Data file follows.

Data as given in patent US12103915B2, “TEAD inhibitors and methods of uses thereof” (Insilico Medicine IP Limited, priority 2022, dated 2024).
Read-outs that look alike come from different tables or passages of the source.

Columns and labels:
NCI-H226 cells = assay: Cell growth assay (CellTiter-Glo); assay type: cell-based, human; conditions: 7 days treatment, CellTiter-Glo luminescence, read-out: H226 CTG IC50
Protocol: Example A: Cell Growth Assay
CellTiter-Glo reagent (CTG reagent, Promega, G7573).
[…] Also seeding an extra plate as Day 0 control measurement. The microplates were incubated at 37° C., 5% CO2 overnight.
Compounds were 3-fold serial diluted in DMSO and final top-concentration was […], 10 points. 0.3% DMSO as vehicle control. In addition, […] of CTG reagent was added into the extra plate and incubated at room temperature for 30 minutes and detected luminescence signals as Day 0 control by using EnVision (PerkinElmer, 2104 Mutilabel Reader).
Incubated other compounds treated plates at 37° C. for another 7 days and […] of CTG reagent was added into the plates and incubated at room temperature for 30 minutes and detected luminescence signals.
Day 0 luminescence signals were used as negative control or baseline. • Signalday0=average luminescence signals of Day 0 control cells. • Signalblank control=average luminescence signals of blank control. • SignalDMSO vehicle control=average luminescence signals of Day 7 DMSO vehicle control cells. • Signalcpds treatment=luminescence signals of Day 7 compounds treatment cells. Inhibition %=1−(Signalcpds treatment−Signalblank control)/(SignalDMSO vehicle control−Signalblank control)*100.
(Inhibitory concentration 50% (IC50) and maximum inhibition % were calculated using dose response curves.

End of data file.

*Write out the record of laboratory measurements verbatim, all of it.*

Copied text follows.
Data as given in patent US12103915B2, “TEAD inhibitors and methods of uses thereof” (Insilico Medicine IP Limited, priority 2022, dated 2024).
Read-outs that look alike come from different tables or passages of the source.

Columns and labels:
NCI-H226 cells = assay: Cell growth assay (CellTiter-Glo); assay type: cell-based, human; conditions: 7 days treatment, CellTiter-Glo luminescence, read-out: H226 CTG IC50
Protocol: Example A: Cell Growth Assay
CellTiter-Glo reagent (CTG reagent, Promega, G7573).
[…] Also seeding an extra plate as Day 0 control measurement. The microplates were incubated at 37° C., 5% CO2 overnight.
Compounds were 3-fold serial diluted in DMSO and final top-concentration was […], 10 points. 0.3% DMSO as vehicle control. In addition, […] of CTG reagent was added into the extra plate and incubated at room temperature for 30 minutes and detected luminescence signals as Day 0 control by using EnVision (PerkinElmer, 2104 Mutilabel Reader).
Incubated other compounds treated plates at 37° C. for another 7 days and […] of CTG reagent was added into the plates and incubated at room temperature for 30 minutes and detected luminescence signals.
Day 0 luminescence signals were used as negative control or baseline. • Signalday0=average luminescence signals of Day 0 control cells. • Signalblank control=average luminescence signals of blank control. • SignalDMSO vehicle control=average luminescence signals of Day 7 DMSO vehicle control cells. • Signalcpds treatment=luminescence signals of Day 7 compounds treatment cells. Inhibition %=1−(Signalcpds treatment−Signalblank control)/(SignalDMSO vehicle control−Signalblank control)*100.
(Inhibitory concentration 50% (IC50) and maximum inhibition % were calculated using dose response curves.